Professor Teresa Berger sat down with Divinity School student, Zachary Ladwig GRD '20 to talk about leisure, academics and faith.
Our Advent time of waiting has come to the eve of the Birth of Jesus. During these days we have been encouraged to incorporate our Advent theme, “Be Still and Know that I am God,” into our daily lives. One who most likely was still during a time of waiting was Zechariah, the Father of John the Baptist. Due to his lack of faith in the words of the angel that he and his wife would have a son, he was cast mute until the day of John’s birth. Upon the birth of John his time of stillness ends and he breaks forth in a great song of praise which we hear in our Gospel today.
The beautiful words of Zechariah, known as the Benedictus, are prayed each day at the conclusion of Morning Prayer from the Liturgy of the Hours. For many, today will be a time of exceptional busyness. For those who have come to know God in a time of stillness, this is a final opportunity to be still and to use that time, brief as it might be, to reflect on Zechariah’s words. With those words he first blesses God and then acknowledges that “in the tender compassion of our God the dawn from on high shall break upon us, to shine on those who dwell in darkness and shadow of death, and to guide our feet into the way of peace.” In a few hours, we shall celebrate the Birth of Christ, the Dawn from on High.
Has the fruit of our stillness produced opportunities to be ones who have brought the light of Christ into those who literally dwell in the darkness of poverty, homeless, and addiction? Have our Advent days been ones where we have made peace with God though the Sacrament of Reconciliation; where we have made peace with a family member or friend from whom we have been estranged? Having come to know God in our stillness, do we show more compassion and the tenderness of God’s mercy to those with whom we share life, particularly our spouses, children, co-workers and neighbors? If the answer to these questions is yes, then we have found God in the stillness we have embraced during Advent 2018.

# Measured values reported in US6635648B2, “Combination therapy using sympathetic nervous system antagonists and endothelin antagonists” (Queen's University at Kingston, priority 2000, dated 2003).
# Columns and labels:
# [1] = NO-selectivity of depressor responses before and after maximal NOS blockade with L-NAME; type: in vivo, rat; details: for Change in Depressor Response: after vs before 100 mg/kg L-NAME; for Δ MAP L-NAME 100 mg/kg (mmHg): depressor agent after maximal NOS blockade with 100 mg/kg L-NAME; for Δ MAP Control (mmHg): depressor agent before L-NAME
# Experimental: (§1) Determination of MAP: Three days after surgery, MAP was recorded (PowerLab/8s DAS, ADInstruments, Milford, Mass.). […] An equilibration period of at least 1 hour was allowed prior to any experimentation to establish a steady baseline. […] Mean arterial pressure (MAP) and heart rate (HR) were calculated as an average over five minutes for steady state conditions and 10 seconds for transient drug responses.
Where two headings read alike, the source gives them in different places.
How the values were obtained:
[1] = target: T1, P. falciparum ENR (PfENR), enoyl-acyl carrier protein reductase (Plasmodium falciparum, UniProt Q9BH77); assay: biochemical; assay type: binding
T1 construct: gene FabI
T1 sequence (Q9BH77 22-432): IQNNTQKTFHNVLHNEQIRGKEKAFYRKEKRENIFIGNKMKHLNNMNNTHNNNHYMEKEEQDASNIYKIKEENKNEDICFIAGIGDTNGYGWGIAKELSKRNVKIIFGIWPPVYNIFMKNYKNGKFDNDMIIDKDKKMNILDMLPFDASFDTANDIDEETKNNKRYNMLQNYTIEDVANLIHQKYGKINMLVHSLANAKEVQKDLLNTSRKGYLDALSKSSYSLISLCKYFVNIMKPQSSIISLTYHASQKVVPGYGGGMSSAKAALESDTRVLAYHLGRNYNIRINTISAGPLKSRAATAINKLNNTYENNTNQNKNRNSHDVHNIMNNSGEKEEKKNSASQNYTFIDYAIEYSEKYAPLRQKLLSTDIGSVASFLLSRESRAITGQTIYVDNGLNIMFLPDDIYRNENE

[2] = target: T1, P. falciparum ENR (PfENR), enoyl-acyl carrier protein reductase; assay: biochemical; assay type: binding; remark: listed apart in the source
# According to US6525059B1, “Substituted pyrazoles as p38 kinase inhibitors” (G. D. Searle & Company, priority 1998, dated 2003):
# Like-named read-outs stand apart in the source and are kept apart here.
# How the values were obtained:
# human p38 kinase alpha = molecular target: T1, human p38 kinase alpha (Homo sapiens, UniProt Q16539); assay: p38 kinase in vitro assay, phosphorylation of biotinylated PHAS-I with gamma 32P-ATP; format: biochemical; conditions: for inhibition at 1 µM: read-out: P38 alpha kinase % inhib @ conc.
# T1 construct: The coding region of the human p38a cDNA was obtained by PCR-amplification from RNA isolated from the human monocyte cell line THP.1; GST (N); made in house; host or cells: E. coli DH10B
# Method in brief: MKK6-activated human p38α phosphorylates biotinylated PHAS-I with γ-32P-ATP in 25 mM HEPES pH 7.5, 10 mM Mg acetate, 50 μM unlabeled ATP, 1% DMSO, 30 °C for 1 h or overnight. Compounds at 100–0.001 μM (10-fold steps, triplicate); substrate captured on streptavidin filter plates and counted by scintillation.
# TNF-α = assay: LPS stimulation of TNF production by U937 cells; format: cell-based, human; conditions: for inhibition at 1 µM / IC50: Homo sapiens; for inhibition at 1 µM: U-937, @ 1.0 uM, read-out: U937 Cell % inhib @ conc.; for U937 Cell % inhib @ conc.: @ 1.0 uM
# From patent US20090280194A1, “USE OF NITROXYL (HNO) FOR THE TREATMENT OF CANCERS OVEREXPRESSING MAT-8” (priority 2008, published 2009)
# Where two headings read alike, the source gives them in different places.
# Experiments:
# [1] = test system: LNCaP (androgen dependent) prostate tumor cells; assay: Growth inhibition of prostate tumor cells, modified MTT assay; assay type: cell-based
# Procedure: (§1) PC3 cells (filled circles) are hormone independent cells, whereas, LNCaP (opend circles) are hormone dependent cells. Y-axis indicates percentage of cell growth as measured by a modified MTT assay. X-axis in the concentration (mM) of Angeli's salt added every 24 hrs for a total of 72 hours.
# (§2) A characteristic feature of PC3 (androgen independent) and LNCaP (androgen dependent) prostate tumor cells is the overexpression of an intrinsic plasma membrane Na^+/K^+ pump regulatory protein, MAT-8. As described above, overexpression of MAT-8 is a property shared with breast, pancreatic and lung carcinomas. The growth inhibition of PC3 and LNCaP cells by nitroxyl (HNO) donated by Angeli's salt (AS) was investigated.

In the opening words of today’s gospel, Mary boldly proclaims the goodness and greatness of God. Despite the very unusual circumstances of her pregnancy, the news of which was shared by an angel, no less, Mary rejoices and feels “blessed” to have been chosen as the mother of Jesus. She is not overwhelmed by fear or panic. She is not paralyzed by inaction. Instead she is brimming with joy and gratitude. Her reaction may appear surprising to some; especially, when viewed through a contemporary lens. How many of us are truly comfortable with uncertainty? Be it in our personal lives, in our own country’s politics, and the world. How do we navigate uncertainty and uncertain times with confidence, grace and gratitude?